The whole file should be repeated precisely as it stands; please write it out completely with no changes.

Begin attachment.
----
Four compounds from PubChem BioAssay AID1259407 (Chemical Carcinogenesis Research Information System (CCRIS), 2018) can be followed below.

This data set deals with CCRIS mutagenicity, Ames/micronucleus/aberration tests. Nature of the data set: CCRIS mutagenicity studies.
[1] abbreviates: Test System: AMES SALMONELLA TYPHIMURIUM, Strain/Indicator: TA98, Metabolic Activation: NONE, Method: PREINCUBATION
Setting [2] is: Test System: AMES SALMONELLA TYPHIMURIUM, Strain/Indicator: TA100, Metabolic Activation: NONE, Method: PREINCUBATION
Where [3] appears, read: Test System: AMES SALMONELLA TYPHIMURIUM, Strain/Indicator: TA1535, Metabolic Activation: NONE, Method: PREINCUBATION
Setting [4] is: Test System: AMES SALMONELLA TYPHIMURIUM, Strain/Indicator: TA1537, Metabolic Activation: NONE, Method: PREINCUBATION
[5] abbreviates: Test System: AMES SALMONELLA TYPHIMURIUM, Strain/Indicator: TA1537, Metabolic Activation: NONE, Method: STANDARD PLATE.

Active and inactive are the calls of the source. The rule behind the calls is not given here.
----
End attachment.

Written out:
Four compounds from PubChem BioAssay AID1259407 (Chemical Carcinogenesis Research Information System (CCRIS), 2018) can be followed below.

This data set deals with CCRIS mutagenicity, Ames/micronucleus/aberration tests. Nature of the data set: CCRIS mutagenicity studies.
[1] abbreviates: Test System: AMES SALMONELLA TYPHIMURIUM, Strain/Indicator: TA98, Metabolic Activation: NONE, Method: PREINCUBATION
Setting [2] is: Test System: AMES SALMONELLA TYPHIMURIUM, Strain/Indicator: TA100, Metabolic Activation: NONE, Method: PREINCUBATION
Where [3] appears, read: Test System: AMES SALMONELLA TYPHIMURIUM, Strain/Indicator: TA1535, Metabolic Activation: NONE, Method: PREINCUBATION
Setting [4] is: Test System: AMES SALMONELLA TYPHIMURIUM, Strain/Indicator: TA1537, Metabolic Activation: NONE, Method: PREINCUBATION
[5] abbreviates: Test System: AMES SALMONELLA TYPHIMURIUM, Strain/Indicator: TA1537, Metabolic Activation: NONE, Method: STANDARD PLATE.

Active and inactive are the calls of the source. The rule behind the calls is not given here.